• Dumbing down? 26 June 2018 | View comments

  • 18th June 2018 | By David Jolley

    It was the realisation of a modest dream to take a train to Chester. We stopped at every station between Altrincham and Chester and enjoyed their platforms and the pattern of people getting on and off. It was time for students to be travelling to schools in neighbouring towns – beautiful uniforms – cheerful, peaceful behaviour and some intense concentration on mobile devices.

    Chester is a small city – I had found maps amongst our collection at home and was pretty sure I could walk across to the town hall via the city centre, though which roads or streets might be the ones for me was not clear until I was walking them. Even here there are empty shops – even in the fabulous double-decker main street. Chinese or Japanese tourists were out as a group this early hour, commenting on the architecture and the floral displays. These latter are well worth the investment.

    The town hall is modest in size compared with Manchester’s but still impressive. It is across the way from the cathedral, which I have visited in the past for a wedding of one dear friend and the inauguration of another to become a lay reader in the Church of England. His further progress in the church was frustrated by rules prohibiting inclusion of divorcees – How strange it is that the organisations which would claim most closeness with Jesus, have such difficulty with the flexibility and open love which he taught.

    I was attending a study day on parks organised by APSE – Association for Public Sector Excellence – my second such study day with them in a few months. The challenge is to maintain standards or improve them despite the draconian reduction of funding for parks within the austerity measures imposed and prolonged by government. APSE has monitored the financial and workforce implications throughout: http://www.apse.org.uk/apse/assets/File/Paul%20O'Brien%20-%20presentation%20%5BCompatibility%20Mode%5D.pdf

    We heard a presentation from Wigan, which is said to be the 85th most deprived authority in the country and the 3rd most affected by austerity measures. Turning disadvantage on its head, the council has included the community in its response and established ‘The Deal’ to change and improve practices https://www.wigan.gov.uk/Docs/PDF/Council/Strategies-Plans-and-Policies/Corporate/Deal-for-future/The-plan.pdf

    Though previous streams of funding have been choked off, spending has been maintained by income generation. There has been a massive buy-in from ordinary people. Green Flag awards have increased, there were 33 North West in Bloom awards last year. NB services are all ‘in-house’.

    We heard next from Leeds – The earlier (Mere) seminar had told us about their impressive high-profile income generation projects. The Chester presentation covered the wider perspective of all parks and green spaces. Again income has been maintained despite austerity cuts to the traditional funding streams. There is a ‘Parks and Green Space’ forum and a strategy which aims to bring all parks up to Green Flag ‘field-based’ standards – that is the parks are assessed against the Green Flag standards by an in-house system – only a few are entered for the national standard which requires considerable desk-based work and costs. Leeds University have been engaged to survey activities and opinions – the findings are being used to inform future plans and activities. NB services are all ‘in-house’.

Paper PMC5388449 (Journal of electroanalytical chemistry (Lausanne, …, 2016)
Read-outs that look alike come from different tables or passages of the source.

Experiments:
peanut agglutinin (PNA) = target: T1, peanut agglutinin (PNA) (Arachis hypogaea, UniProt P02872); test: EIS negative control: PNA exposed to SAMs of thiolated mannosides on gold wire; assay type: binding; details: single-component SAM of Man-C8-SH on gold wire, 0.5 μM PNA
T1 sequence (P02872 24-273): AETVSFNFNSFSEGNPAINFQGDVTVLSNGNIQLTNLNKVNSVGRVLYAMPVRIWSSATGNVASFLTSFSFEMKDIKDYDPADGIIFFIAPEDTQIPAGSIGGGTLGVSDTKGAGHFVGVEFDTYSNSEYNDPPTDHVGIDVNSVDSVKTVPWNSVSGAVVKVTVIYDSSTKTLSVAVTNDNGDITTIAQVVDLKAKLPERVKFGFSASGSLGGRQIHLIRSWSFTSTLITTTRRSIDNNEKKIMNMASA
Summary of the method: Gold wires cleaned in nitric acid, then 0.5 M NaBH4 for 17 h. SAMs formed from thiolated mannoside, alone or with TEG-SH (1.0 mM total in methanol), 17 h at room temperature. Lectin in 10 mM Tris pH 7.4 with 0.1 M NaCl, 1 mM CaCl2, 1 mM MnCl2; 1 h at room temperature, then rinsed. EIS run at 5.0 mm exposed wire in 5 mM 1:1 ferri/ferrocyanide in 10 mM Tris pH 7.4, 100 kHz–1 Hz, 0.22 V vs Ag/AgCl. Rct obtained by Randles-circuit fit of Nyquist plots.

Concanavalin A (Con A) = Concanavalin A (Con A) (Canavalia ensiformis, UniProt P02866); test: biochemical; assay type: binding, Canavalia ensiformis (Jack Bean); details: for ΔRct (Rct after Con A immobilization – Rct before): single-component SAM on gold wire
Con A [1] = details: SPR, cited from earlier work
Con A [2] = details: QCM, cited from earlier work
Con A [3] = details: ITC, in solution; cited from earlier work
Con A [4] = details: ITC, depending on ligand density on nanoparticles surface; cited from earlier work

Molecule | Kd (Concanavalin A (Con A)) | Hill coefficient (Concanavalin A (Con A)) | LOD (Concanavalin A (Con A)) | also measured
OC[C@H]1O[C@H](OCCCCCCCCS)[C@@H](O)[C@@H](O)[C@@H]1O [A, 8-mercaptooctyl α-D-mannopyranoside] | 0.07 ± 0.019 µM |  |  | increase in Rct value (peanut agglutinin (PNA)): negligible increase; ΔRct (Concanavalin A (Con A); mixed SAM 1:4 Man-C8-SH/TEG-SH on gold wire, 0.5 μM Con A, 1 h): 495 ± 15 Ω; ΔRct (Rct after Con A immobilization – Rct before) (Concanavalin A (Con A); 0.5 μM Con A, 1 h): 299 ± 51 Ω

Finally Blackpool told us about their work and particularly the encouragement and collaboration with Friends groups. There was much to recognise here in our own experiences in Trafford. Friends groups vary in who they include, skills and motivation and what people want to do. One of the Blackpool parks organises massive entertainments which bring in many thousands of pounds. Most are concerned with keeping order and decent horticulture in local parks. There are links with health, education and other arms of the council. Much of the horticulture now falls onto Friends – most work from employed staff seems to be limited to cutting grass. Never-the-less, there is reference to ‘gardeners, arboriculturalists and rangers’: respectful and preferable to the label ‘operatives’ which pervades the Trafford scene. Blackpool’s services are also delivered ‘in house’

    There is a shared and welcome message, that opening parks to the involvement of volunteers has much to commend it, in terms of finance and quality for the parks and satisfaction and health for the people.

    This is a lesson which is surely transferable to other settings, including support of older people and people with dementia. But these advantages can only be sustained if we set aside sufficient funds and provide a suitable career structure for professionals to be educated and assured that they can use and develop their skills over a lifetime. Dumbing down to use volunteer commitment and generosity, without allowing for the spice which comes from knowledge and understanding in depth, will yield bland and sterile crop.

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